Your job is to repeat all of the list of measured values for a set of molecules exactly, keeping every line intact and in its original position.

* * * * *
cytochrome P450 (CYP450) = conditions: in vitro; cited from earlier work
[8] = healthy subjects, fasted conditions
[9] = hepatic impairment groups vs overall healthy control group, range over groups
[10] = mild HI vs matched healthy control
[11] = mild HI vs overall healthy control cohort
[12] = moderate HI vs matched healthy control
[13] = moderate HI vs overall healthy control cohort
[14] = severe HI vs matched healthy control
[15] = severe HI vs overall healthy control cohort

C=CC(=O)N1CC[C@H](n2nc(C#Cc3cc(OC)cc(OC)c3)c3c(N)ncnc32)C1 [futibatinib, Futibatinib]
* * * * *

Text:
cytochrome P450 (CYP450) = conditions: in vitro; cited from earlier work
[8] = healthy subjects, fasted conditions
[9] = hepatic impairment groups vs overall healthy control group, range over groups
[10] = mild HI vs matched healthy control
[11] = mild HI vs overall healthy control cohort
[12] = moderate HI vs matched healthy control
[13] = moderate HI vs overall healthy control cohort
[14] = severe HI vs matched healthy control
[15] = severe HI vs overall healthy control cohort

C=CC(=O)N1CC[C@H](n2nc(C#Cc3cc(OC)cc(OC)c3)c3c(N)ncnc32)C1 [futibatinib, Futibatinib]